Keep climbing down until you reach a wide open pasture. Jump over a small stream and look for the signboard that will lead you on the path to Paredones. These ruins are left behind from the Incan times. This was more than likely a Tambo, a resting spot for Inca Chaskis, who ran time-sensitive messages throughout the ancient Inca roads and the sprawling Inca empire.

signboard for culebrilla lake, man, backpack, hiking poles, plants, grass, clouds, sky, andes mountains, ecuador inca trail, hike to ingapirca
Follow the signboard that leads to Paredones and Laguna Culebrillas

If looking straight at the lake, look for the path on the left side of the hillside.

Follow the small trail. You will start to see the distant views of crumbling Paredones.

Culebrillas Lake is quite far from the ruins, even though it looks close. If you want to visit, it’s best to visit before climbing up to Paredones.

Laguna Culebrillas | Inca Legends or Truth?

Laguna Culebrillas, sacred spots in Ecuador, Inca legends, cactus, grass, andes mountains, Inca Trail Ecuador
Are there treasures buried deep below the bottom of Culebrillas Lake

Laguna Culebrillas is the focal point of one significant Inca legend. It was said that the conquistadors wished to receive a room full of gold in Cajamarca Peru from the Inca Empire of the north. The conquistadors promising they would spare the lives of those delivering it.

As the Inca brought their collection of sacred items along the Qhapaq Ñan, they realized it was a death sentence whether they delivered the treasures or not. As a last ditch effort, they threw the items into Laguna Culebrillas.

Is it legend or truth? One thing is for certain, the lake sits at a staggering altitude 3,885 m (12,746 ft) with the deepest part fo the lake being 20 m (65 ft). Add in the climate, boggy surroundings, mud, and altitude, it seems almost impossible to know what lies below the surface.

Paredones Ruins Campsite

Paredones ruins, Inca tambo, bushes, stones, mountains, clouds, Inca ruins in Ecuador, grass, Ecuador Inca Trail
Behind Paredones you can see the water canal to collect fresh water

The Paredones ruin make a great base to camp on night 2 of the Ecuador Inca Trail. The old walls of the Inca Tambo offer some much welcomed wind protection. There is a water canal that is up the hill to collect water, but it’s steep, so always use your best judgement.Be mindful that this is the only close access point to fresh water, however, there is water further up on the trail, but it’s almost 3/4 of a mile one way.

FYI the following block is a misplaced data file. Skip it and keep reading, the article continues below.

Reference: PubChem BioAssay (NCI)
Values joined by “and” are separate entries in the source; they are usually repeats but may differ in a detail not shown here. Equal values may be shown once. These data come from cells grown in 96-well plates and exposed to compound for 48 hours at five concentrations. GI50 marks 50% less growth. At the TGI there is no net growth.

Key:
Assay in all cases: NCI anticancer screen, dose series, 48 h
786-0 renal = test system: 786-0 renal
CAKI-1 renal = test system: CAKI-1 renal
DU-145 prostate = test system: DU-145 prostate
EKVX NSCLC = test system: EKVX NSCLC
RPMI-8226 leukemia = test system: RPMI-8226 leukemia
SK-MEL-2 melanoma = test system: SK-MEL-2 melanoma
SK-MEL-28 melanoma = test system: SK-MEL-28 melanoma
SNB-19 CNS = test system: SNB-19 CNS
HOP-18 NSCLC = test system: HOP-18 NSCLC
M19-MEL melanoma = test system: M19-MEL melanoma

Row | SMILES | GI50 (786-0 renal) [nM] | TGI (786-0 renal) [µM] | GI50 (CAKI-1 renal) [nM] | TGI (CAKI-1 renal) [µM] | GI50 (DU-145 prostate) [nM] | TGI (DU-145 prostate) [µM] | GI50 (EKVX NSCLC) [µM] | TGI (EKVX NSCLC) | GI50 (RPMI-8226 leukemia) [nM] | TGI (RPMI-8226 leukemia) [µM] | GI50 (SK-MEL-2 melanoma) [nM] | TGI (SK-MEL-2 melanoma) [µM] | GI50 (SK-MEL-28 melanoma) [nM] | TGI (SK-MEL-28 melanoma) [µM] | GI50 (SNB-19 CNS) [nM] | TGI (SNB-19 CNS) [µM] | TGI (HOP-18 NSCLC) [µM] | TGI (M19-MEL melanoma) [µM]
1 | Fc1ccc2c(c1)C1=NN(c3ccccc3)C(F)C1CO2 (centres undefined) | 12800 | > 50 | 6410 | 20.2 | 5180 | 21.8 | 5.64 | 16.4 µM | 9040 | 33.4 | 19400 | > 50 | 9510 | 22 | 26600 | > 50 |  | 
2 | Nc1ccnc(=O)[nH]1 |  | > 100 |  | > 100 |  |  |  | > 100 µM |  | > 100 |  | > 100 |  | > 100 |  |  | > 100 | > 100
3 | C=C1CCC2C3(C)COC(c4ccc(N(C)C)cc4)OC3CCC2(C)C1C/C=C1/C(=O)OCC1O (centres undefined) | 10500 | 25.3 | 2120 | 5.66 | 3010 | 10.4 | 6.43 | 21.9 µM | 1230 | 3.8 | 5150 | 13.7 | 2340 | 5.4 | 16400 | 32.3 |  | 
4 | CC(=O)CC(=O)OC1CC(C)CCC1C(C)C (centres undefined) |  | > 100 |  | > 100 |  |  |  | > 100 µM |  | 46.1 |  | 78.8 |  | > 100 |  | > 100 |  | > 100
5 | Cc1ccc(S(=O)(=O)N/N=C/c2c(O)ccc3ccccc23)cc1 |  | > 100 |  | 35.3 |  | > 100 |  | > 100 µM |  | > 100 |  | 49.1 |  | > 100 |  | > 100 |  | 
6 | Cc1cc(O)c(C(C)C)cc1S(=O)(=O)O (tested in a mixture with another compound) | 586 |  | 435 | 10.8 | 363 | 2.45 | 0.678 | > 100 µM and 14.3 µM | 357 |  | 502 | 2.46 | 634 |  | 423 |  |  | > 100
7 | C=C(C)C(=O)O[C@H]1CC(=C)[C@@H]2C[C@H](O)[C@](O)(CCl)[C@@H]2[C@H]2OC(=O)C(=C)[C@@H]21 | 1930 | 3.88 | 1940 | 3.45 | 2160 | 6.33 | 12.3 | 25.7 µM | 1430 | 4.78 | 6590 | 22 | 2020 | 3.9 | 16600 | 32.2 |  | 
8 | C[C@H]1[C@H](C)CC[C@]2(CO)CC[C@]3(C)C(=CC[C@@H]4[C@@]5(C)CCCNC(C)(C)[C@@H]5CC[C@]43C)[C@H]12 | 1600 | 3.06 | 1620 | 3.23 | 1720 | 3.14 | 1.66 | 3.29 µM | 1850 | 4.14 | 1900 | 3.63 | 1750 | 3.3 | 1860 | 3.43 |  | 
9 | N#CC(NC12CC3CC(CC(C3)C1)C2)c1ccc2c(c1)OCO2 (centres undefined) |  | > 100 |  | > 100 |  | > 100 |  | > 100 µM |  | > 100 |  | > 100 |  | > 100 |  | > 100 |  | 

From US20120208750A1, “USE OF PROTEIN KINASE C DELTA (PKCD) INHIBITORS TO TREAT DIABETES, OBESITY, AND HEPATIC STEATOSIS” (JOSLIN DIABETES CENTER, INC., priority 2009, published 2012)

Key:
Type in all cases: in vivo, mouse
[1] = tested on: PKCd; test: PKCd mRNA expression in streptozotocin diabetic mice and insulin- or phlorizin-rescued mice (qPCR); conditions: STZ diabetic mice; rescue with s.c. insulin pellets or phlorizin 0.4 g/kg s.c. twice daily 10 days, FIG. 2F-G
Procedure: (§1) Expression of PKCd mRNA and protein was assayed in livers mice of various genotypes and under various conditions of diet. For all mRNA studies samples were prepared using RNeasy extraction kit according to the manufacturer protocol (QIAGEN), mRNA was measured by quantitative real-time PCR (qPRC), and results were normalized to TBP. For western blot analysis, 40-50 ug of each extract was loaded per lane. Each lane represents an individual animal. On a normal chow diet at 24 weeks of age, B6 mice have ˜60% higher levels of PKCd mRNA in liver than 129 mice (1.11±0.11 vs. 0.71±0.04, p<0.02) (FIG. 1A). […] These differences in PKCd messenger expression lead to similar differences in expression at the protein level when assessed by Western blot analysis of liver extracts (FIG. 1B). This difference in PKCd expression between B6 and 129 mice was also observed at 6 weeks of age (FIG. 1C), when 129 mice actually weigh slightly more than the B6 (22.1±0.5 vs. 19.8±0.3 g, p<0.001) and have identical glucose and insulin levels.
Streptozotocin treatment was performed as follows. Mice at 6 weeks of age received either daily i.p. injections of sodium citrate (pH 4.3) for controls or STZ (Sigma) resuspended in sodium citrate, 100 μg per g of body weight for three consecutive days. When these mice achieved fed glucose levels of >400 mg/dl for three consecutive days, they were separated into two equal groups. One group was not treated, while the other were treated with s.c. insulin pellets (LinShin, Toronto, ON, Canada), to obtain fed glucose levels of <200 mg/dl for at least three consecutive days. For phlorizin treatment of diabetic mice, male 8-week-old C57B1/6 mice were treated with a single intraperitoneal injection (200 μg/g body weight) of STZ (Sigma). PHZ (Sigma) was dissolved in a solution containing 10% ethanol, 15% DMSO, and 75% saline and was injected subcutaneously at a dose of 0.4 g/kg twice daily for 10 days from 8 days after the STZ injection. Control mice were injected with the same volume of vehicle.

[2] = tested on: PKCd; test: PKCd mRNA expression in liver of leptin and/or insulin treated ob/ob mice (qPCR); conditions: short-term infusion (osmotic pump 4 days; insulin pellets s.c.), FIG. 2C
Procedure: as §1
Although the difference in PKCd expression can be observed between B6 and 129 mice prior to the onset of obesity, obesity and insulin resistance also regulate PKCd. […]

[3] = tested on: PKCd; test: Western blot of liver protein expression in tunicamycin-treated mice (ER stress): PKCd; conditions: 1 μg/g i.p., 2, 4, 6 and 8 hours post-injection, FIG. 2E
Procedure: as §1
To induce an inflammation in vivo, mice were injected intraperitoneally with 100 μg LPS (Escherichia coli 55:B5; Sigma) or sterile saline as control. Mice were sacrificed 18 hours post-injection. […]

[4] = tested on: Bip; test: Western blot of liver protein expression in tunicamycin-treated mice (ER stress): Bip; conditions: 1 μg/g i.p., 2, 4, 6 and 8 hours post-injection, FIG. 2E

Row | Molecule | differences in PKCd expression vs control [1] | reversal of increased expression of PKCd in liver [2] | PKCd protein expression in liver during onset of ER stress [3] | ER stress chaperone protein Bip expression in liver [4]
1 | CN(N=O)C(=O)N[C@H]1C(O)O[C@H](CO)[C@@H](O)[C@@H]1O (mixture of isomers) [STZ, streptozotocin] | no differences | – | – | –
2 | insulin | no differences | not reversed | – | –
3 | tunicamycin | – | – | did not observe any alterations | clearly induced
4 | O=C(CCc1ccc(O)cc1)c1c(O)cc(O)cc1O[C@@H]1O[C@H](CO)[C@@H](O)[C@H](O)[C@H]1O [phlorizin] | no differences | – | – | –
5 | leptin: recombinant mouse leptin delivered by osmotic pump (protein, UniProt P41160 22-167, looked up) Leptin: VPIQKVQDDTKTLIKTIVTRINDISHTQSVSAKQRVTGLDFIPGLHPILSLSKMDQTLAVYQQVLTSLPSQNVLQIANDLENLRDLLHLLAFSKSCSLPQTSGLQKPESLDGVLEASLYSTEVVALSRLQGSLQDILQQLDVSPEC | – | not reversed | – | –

The Paredones site is at a high altitude of 13,152 ft (over 4,000 m) and boast distant views of Laguna Culebrillas.

Don’t miss the nearby goat paths around the crumbling Paredones ruins that also boast nice views of the lake.

Campsite Paredones Tambo Logistics | Free | Water Source steep uphill climb to a water canal, or further up the trail | Wind Protection | Leave no Trace

Ecuador Inca Trail Logistics Day 2

  • Distance: 4.75 miles
  • Duration: 3 hours, more if you stop at the shores of Laguna Culebrillas

Day 3 | Paredones to Ingapirca Archaeological Site

Leave the Paredones ruins and continue on the path. This trail section is large and defined. What’s peculiar along this section of the Ecuador Inca Trail is the large boulders. They are kind of mind boggling as to how they ended up here.

To the right, you will notice the distant views of another lake on the right. Keep on the trail, which becomes more of an open field. Cross over the water canal and come to the tiny hamlet of San Jose de Culebrillas. Here, meet a dirt road that you follow past other communities.

As you walk through these community, be aware of dogs that may be protective.

San Jose de Culebrillas

village of  San Jose de Culebrillas, hike to ingapirca, grass, fence, village, mountains, ecuador inca trail, trees, houses